25% Decrease of Hispanic Student Attendance After 680 Illegal Immigrants Arrests in Mississippi

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25% Decrease of Hispanic Student Attendance After 680 Illegal Immigrants Arrests in Mississippi

Credit: Rogelio V. Solis/AP

Credit: Rogelio V. Solis/AP

Credit: Rogelio V. Solis/AP

Credit: Rogelio V. Solis/AP

Jessica Quintana

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Credit: Rogelio V. Solis/AP

FOREST-A quarter of Mississippi’s Scott County School District’s Hispanic students were reported absent after the largest single-state raid of illegal immigrants during the first week of August.

The absences were a direct result from the raid of at least 680 undocumented immigrants. After ICE had suspicion of seven different food processing plants of illegal activity, they were ordered to do a raid. About 600 ICE agents surrounded the premises of the plant and rounded up any individuals who seemed to be working without any legal documentation.

“It’s just sad to think that these kids had to lose education due to their innocent parents being detained by ICE,” Alejandra Santos said.

Credit: Rogelio V. Solis/AP

Credit: Rogelio V. Solis/AP

Many of these workers were parents of young children attending the Scott County School District in Mississippi. Therefore, a large amount of kids were left with no guardians and were taken to a gym in Forest, MS. Volunteers at the guy provided the kids food and beverages until they were able to reunite with their family.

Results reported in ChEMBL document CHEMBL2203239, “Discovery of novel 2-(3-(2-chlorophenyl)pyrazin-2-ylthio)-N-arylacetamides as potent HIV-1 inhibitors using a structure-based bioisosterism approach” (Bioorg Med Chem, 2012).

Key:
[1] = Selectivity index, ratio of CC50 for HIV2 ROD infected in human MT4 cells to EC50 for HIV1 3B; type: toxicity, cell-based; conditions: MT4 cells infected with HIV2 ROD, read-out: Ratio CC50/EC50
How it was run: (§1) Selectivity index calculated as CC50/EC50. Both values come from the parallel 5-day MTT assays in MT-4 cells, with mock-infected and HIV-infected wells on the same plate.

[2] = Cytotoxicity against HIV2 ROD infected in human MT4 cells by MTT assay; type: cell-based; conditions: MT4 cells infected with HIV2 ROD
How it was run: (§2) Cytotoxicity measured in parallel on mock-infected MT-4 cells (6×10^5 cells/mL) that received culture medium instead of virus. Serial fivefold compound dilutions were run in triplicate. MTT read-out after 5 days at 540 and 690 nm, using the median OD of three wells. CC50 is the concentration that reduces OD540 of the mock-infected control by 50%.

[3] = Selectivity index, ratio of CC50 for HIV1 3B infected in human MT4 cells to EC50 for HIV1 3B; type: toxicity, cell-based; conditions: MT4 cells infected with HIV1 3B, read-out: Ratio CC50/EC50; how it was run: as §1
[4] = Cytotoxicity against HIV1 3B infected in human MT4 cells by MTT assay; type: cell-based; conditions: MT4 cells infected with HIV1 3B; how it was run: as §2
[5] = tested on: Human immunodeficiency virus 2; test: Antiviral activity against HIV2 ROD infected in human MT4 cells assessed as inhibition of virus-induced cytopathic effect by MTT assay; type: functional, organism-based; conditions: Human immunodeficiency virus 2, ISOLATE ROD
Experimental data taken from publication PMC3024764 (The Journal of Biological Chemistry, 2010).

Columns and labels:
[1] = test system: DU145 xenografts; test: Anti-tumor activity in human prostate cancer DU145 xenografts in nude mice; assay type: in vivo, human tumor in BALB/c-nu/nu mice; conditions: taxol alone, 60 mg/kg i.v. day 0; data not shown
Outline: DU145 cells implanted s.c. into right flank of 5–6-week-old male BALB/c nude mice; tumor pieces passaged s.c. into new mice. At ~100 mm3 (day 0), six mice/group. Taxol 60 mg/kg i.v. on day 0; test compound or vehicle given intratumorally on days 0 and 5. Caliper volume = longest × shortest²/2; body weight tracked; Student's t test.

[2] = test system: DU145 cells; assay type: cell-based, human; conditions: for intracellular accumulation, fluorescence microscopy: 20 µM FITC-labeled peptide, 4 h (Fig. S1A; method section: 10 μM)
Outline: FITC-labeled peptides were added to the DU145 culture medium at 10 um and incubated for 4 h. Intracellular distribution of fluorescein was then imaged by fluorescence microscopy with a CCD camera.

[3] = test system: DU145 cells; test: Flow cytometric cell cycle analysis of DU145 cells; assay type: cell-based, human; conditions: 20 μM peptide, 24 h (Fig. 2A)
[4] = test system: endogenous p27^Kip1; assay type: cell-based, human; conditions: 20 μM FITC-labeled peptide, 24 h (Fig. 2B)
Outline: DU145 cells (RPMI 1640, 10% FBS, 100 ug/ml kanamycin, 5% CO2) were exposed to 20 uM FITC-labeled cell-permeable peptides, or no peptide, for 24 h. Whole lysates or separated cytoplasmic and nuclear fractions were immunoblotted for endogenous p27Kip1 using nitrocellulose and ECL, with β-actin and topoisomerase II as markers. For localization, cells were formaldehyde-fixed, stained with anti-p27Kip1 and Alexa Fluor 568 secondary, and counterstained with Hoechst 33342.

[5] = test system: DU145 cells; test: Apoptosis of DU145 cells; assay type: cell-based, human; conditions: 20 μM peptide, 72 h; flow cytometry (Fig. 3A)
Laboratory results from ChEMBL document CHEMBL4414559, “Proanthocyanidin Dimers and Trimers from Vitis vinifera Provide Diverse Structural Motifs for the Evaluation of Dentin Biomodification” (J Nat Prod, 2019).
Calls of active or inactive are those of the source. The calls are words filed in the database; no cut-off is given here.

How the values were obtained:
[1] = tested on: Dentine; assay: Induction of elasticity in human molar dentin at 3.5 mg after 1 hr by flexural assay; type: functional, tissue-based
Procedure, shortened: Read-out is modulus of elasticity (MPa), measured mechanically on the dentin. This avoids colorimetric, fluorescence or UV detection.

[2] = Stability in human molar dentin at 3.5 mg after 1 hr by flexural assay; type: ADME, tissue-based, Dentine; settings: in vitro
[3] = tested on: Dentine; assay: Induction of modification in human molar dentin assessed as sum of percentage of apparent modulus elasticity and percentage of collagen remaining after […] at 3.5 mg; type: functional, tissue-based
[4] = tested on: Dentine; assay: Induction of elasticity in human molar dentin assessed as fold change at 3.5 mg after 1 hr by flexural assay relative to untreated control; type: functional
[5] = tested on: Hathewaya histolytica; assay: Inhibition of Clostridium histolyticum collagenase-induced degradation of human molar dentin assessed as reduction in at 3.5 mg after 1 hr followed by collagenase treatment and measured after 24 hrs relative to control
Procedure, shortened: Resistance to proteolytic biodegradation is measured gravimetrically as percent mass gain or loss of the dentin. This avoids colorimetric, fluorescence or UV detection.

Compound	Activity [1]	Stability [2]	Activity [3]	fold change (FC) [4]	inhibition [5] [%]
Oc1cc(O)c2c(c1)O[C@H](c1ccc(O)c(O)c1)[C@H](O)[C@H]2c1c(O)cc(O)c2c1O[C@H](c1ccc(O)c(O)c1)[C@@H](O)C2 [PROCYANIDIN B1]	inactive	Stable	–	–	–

“Those people are part of families whom they work to take care of and support just like anyone else, documented or not. It upsets me so much to see children hurting because their parents are being stripped from them. Not only does it cause them separation anxiety, but loss of financial support and absences in school; all factors that will negatively affect their current and future state,” Karla Valdez said. 

Credit: Alex Love

“It’s saddening to know that immigrants make our country run but are being punished for something so innocent. Their kids deserve an education just like everyone else,” Stephenie Ortega said.

About 380 workers remained in custody and were sent to detention facilities in southwest Mississippi and Louisiana. 

 

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